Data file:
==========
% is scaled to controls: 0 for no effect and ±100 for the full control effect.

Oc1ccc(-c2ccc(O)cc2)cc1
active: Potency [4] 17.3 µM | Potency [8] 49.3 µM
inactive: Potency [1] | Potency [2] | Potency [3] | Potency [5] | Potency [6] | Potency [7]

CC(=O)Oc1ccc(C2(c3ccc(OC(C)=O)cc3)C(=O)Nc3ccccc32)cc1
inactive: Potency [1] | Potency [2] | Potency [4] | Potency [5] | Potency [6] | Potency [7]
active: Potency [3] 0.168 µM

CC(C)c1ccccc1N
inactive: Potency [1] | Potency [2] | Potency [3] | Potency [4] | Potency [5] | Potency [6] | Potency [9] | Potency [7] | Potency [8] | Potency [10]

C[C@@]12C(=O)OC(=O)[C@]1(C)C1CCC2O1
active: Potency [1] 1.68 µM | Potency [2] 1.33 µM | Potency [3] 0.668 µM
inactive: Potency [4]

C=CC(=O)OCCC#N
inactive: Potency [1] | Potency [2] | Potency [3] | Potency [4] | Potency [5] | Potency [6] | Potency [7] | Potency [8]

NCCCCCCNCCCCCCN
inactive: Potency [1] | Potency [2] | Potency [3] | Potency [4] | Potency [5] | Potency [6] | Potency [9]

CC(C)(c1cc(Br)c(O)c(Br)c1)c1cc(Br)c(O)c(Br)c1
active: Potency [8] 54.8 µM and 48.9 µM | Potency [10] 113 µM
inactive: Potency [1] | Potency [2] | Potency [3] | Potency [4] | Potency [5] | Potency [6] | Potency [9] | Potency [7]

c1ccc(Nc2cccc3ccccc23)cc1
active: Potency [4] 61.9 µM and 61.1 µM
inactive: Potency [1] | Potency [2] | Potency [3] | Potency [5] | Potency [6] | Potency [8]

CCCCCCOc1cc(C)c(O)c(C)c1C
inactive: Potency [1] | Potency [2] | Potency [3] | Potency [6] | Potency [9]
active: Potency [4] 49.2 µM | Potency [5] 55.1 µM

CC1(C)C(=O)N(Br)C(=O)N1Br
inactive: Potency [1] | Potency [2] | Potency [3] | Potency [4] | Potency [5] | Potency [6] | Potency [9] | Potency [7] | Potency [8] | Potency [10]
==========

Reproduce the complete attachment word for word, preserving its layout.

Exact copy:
% is scaled to controls: 0 for no effect and ±100 for the full control effect.

Oc1ccc(-c2ccc(O)cc2)cc1
active: Potency [4] 17.3 µM | Potency [8] 49.3 µM
inactive: Potency [1] | Potency [2] | Potency [3] | Potency [5] | Potency [6] | Potency [7]

CC(=O)Oc1ccc(C2(c3ccc(OC(C)=O)cc3)C(=O)Nc3ccccc32)cc1
inactive: Potency [1] | Potency [2] | Potency [4] | Potency [5] | Potency [6] | Potency [7]
active: Potency [3] 0.168 µM

CC(C)c1ccccc1N
inactive: Potency [1] | Potency [2] | Potency [3] | Potency [4] | Potency [5] | Potency [6] | Potency [9] | Potency [7] | Potency [8] | Potency [10]

C[C@@]12C(=O)OC(=O)[C@]1(C)C1CCC2O1
active: Potency [1] 1.68 µM | Potency [2] 1.33 µM | Potency [3] 0.668 µM
inactive: Potency [4]

C=CC(=O)OCCC#N
inactive: Potency [1] | Potency [2] | Potency [3] | Potency [4] | Potency [5] | Potency [6] | Potency [7] | Potency [8]

NCCCCCCNCCCCCCN
inactive: Potency [1] | Potency [2] | Potency [3] | Potency [4] | Potency [5] | Potency [6] | Potency [9]

CC(C)(c1cc(Br)c(O)c(Br)c1)c1cc(Br)c(O)c(Br)c1
active: Potency [8] 54.8 µM and 48.9 µM | Potency [10] 113 µM
inactive: Potency [1] | Potency [2] | Potency [3] | Potency [4] | Potency [5] | Potency [6] | Potency [9] | Potency [7]

c1ccc(Nc2cccc3ccccc23)cc1
active: Potency [4] 61.9 µM and 61.1 µM
inactive: Potency [1] | Potency [2] | Potency [3] | Potency [5] | Potency [6] | Potency [8]

CCCCCCOc1cc(C)c(O)c(C)c1C
inactive: Potency [1] | Potency [2] | Potency [3] | Potency [6] | Potency [9]
active: Potency [4] 49.2 µM | Potency [5] 55.1 µM

CC1(C)C(=O)N(Br)C(=O)N1Br
inactive: Potency [1] | Potency [2] | Potency [3] | Potency [4] | Potency [5] | Potency [6] | Potency [9] | Potency [7] | Potency [8] | Potency [10]